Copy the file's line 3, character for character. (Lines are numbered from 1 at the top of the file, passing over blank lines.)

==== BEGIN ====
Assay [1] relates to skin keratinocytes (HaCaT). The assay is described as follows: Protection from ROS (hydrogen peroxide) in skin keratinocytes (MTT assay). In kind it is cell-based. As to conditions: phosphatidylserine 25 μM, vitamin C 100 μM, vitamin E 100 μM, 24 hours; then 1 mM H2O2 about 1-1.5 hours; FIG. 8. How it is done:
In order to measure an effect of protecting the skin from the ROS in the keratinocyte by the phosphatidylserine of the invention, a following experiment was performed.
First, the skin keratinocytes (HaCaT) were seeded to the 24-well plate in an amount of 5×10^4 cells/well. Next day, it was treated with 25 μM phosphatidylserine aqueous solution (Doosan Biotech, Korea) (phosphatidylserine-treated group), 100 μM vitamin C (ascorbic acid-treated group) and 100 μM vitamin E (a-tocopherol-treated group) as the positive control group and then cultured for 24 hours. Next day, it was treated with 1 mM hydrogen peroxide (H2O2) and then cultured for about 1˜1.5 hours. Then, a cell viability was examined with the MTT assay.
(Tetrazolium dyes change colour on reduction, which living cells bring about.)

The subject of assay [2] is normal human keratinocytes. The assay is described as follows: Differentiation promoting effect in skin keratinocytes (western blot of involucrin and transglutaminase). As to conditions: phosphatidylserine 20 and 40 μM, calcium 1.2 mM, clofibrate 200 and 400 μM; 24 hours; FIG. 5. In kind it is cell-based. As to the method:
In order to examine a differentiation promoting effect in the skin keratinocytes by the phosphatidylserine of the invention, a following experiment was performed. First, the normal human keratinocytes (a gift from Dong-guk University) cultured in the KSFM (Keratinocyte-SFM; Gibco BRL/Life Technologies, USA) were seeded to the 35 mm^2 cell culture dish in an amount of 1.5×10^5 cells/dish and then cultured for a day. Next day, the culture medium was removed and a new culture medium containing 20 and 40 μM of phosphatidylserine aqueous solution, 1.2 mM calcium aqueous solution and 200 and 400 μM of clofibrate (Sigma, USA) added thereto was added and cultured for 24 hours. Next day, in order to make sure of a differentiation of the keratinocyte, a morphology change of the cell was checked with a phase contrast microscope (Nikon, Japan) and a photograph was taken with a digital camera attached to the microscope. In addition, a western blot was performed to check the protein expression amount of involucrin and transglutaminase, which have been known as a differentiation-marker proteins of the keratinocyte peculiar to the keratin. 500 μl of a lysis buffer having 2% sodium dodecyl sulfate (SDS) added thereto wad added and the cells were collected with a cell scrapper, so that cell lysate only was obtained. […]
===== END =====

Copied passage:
First, the skin keratinocytes (HaCaT) were seeded to the 24-well plate in an amount of 5×10^4 cells/well. Next day, it was treated with 25 μM phosphatidylserine aqueous solution (Doosan Biotech, Korea) (phosphatidylserine-treated group), 100 μM vitamin C (ascorbic acid-treated group) and 100 μM vitamin E (a-tocopherol-treated group) as the positive control group and then cultured for 24 hours. Next day, it was treated with 1 mM hydrogen peroxide (H2O2) and then cultured for about 1˜1.5 hours. Then, a cell viability was examined with the MTT assay.